Illustration by Phong Nguyen
The thunder and shudder came a few days too early to be mistaken for a rooftop landing of Santa and his sleigh. The Chesterfield County-centered earthquake of Dec. 22, 1875, disturbed residents throughout Central Virginia. This "quivering sensation," as a western Richmond resident described it in The Dispatch newspaper the next day, rattled windows, caused frame houses to sway like ships in a heavy sea and had many Richmonders bolting bleary-eyed from their beds into an unseasonably warm night wearing nightshirts, sleeping gowns and little else.
At about 11:45 p.m. came the first of three rough rumbles of activity, with the second accompanied by bursts of light in the sky (not jagged bolts) and "a concussion of the air and a smothered sound — in short, an earthquake driving tandem with a sympathetic airquake."
A few days later, an editorial wag from the Baltimore Gazette teased Richmond for its public reactions. "Richmond is inured to battle, siege, pestilence, and to sudden Court of Appeals adjournments; to being burnt down and blown up; it can stand a moderate, well-behaved earthquake, but when it comes to ‘concussions of air' … men begin to inquire how long this sort of thing is to be patiently submitted to."
An unnamed observer told The Dispatch, "There were three shocks, the two last running into each other not sharp or sudden, but coming on rather slowly, swelling in force and then quickly flying out."
Few in Richmond and its environs had ever experienced such ground shaking. Confederate veterans spoke of similarities to an artillery barrage — though the quake was judged even more frightening. "Never before was there such universal consternation," The Dispatch stated, adding that not even events in Richmond during the Civil War caused as much disturbance.
Richmond Mayor Anthony Keiley wrote of his experience, which was it just another curious incident in the life of this New Jersey Roman Catholic and Confederate veteran who'd been a prisoner of war and later married Rebecca Davis, of a prominent Petersburg Jewish family. He described the movement as a "rapid, irregular, and agitated shake which a passionate man might give to a weak opponent." Keiley recalled the sound as at first resembling a rushing wind and then "of a chimney on fire."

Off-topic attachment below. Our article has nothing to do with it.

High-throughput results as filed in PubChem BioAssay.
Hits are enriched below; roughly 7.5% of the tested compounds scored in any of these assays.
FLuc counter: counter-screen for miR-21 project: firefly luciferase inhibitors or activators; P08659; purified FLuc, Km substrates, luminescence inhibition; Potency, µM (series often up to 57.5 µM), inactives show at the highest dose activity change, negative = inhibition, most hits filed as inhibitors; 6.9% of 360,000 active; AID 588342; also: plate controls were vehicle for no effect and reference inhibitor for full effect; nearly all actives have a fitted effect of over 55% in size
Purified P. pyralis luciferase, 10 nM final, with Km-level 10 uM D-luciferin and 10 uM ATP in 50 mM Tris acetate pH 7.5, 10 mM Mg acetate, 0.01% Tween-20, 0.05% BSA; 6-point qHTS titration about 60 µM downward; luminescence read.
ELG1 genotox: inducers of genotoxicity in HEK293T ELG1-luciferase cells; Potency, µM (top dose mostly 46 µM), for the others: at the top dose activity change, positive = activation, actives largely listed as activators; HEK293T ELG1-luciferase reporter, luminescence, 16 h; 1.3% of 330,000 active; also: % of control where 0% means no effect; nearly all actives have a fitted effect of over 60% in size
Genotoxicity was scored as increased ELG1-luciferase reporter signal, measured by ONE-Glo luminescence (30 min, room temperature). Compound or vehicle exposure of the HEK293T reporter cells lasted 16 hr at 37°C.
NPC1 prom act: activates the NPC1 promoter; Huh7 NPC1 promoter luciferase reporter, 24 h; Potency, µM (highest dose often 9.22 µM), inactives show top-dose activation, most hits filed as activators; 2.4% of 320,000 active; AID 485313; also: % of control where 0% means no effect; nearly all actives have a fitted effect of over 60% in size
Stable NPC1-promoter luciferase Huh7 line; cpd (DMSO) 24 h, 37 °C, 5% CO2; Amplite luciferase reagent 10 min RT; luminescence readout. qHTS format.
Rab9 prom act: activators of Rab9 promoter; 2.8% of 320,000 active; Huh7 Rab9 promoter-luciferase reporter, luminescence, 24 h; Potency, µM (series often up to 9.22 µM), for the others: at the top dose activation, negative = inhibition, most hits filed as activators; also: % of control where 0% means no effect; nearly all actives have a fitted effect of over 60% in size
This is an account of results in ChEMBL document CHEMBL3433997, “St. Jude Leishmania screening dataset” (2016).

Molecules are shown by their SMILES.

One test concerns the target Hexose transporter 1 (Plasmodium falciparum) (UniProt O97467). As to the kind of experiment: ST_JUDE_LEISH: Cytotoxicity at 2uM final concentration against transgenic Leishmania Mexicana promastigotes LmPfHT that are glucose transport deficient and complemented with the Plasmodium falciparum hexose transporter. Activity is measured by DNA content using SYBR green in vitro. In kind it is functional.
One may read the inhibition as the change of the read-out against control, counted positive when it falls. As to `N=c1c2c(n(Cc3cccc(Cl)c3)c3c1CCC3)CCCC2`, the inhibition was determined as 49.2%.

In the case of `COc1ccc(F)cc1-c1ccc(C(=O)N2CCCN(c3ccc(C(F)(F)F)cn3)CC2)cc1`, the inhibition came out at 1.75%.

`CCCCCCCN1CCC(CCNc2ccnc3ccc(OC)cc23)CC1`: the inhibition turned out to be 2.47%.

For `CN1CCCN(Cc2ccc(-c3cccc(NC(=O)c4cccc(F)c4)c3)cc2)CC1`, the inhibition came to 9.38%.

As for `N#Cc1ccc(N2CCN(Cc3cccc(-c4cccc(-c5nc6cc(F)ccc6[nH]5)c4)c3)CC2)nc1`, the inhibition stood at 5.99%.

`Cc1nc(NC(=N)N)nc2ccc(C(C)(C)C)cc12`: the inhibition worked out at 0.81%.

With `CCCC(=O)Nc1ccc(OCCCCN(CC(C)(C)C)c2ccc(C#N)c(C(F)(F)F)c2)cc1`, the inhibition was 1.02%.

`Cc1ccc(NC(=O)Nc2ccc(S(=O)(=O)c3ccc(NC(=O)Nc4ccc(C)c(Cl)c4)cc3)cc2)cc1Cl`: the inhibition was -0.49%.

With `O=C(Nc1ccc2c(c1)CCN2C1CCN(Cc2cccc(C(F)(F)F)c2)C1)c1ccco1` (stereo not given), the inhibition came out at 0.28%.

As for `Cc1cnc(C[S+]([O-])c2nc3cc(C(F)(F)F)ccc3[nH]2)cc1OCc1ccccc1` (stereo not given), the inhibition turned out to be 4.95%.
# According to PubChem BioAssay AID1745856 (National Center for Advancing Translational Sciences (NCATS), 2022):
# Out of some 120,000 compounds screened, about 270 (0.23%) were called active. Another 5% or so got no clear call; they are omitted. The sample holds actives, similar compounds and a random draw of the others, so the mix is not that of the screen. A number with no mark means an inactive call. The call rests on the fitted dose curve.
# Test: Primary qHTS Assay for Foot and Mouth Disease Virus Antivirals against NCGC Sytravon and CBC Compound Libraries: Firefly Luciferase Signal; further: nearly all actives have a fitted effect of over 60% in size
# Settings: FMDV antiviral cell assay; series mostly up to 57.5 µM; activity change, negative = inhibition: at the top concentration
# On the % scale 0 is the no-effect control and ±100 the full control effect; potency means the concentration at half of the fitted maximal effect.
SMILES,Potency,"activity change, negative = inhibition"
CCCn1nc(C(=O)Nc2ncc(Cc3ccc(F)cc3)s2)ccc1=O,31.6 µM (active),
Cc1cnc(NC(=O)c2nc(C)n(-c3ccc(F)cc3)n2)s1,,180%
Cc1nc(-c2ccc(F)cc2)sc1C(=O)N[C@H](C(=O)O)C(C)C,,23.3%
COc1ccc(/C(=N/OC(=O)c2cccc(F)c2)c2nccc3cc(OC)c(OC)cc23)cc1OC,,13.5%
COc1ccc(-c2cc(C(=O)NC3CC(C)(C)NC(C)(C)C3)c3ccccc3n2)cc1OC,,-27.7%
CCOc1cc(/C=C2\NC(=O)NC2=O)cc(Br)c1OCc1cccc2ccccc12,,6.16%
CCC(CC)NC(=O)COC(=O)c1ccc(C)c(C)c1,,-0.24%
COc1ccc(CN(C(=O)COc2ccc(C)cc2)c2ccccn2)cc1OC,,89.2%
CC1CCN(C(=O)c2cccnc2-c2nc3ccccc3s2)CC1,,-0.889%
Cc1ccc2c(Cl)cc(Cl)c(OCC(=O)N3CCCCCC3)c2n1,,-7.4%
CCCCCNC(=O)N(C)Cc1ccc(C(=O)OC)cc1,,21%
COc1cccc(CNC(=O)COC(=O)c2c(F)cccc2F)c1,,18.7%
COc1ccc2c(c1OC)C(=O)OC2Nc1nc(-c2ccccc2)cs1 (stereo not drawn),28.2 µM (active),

The Dispatch office in the 1100 block of East Main Street trembled to its foundation. Panicky typesetters ran from the fourth floor to the street, breathless and uncertain if even they were safe. A couple of them got hurt in their hurry. One had the presence of mind to lower himself down using a dumbwaiter.
Bricks fell off chimneys, lamps overturned, plaster rained, shingles shook loose from roofs. A man living on 28th and Broad streets tried to get out but found that the shaking had locked his door. Some, suspecting violent intruders, stalked their houses with firearms. The James River sloshed from its banks. At Rockett's Dock, the snapping of mooring cables sent adrift two tugs, a schooner and a sloop.
Rumors began circulating of a massive explosion in the Chesterfield County coal mines. That seemed the more likely explanation since Richmonders hadn't felt such a shock in more than 20 years. Not apparently recalled in print was a shaking of Aug. 23, 1833, that killed two miners inside the Dover coal shafts in Chesterfield County. An "intelligent lady in this city but who resided in Nelson County at the time" told the Dispatch of her experience with an April 29, 1851, quake that centered in extreme southwestern Virginia or western North Carolina. That shock went on longer and was more severe. She recalled the jingle of crockery as it struck together. A decade later, a quake rocked in almost the same region, but the Civil War pushed the seismic activity off the front pages.
Richmond grandparents may have told stories of the massive New Madrid, Mo., temblor of 1811 that made church and emergency bells toll. Likewise vibrating Virginia overnight, it caused bleary-eyed citizens to dash into the street. Then, people were anxious about potential British provocation or a slave uprising.
No seismic monitoring existed in 1875, but from accounts of the damage, the pre-Yule earthquake is rated by scientists as a magnitude 4.5.
In comparison, the April 2011 quake off Fukushima, Japan, reached magnitude 7.1. Here, the Aug. 23, 2011, quake, with an epicenter at Mineral, in Louisa County, hit 5.8, with aftershocks ranging around 4.5.
After Virginia ceased quivering in 1875, the newspaper sought the advice of experts who varied in their ability to explain the phenomenon — with speculation centering on electrical activity, concurrent volcanoes releasing underground stress and even seasonal fluctuations of the barometric pressure. Physics professor Charles H. Winston of Richmond College (then on West Grace Street) explained that between January 1874 and March 1875 alone, there'd been 50 quakes of varying intensity in Virginia and nearby states. In the "things could've been worse" aspect, he mentioned the great Lisbon, Portugal, quake of Nov. 1, 1755, that within six minutes killed 60,000 people. Winston wrote, "Let us, with no fear of such an event for ourselves, calmly hope that its like may never be witnessed again on earth."